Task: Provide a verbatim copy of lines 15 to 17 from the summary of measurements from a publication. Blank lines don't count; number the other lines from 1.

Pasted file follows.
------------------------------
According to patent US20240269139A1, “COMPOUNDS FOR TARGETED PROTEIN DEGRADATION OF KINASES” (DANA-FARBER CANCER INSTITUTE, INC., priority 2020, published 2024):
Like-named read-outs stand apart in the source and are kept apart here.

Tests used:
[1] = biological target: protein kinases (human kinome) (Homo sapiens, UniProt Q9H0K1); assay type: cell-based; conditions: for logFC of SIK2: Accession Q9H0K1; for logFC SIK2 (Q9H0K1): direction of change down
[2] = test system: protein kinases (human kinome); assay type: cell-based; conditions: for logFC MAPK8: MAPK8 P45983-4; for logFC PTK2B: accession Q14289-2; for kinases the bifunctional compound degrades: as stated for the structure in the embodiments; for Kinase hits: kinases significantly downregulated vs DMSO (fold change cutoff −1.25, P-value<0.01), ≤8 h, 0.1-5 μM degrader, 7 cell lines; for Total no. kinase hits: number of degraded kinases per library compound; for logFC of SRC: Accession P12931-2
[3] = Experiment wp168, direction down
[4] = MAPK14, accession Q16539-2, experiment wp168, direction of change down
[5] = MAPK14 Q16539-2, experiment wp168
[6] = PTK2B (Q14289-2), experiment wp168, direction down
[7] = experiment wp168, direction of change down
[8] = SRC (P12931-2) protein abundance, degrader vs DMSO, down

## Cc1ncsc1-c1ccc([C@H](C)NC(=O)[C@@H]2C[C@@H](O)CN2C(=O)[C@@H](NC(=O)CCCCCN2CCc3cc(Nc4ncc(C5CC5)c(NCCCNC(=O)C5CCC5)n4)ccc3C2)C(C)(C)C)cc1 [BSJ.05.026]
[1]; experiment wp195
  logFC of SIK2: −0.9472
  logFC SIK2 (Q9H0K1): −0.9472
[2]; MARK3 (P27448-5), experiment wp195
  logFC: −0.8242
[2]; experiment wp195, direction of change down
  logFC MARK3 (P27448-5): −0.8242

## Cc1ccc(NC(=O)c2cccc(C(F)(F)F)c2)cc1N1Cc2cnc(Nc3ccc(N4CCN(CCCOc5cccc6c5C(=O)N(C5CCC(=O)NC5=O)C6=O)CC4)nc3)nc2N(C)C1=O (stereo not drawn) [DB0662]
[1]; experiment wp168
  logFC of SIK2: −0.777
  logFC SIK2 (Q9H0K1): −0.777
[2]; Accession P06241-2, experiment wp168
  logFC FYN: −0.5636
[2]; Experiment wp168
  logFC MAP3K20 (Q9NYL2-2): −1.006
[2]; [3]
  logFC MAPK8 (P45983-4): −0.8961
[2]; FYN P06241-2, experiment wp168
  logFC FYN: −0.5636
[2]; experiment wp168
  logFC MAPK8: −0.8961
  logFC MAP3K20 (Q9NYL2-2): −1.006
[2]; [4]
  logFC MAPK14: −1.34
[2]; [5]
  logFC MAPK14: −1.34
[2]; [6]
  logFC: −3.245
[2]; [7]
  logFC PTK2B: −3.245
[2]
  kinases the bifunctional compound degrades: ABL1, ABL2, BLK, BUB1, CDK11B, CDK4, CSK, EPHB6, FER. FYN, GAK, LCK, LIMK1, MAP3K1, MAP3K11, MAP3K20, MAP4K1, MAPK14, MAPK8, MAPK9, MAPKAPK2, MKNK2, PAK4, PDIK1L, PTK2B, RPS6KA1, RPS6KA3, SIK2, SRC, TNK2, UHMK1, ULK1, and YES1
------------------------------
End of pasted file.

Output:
  logFC SIK2 (Q9H0K1): −0.9472
[2]; MARK3 (P27448-5), experiment wp195
  logFC: −0.8242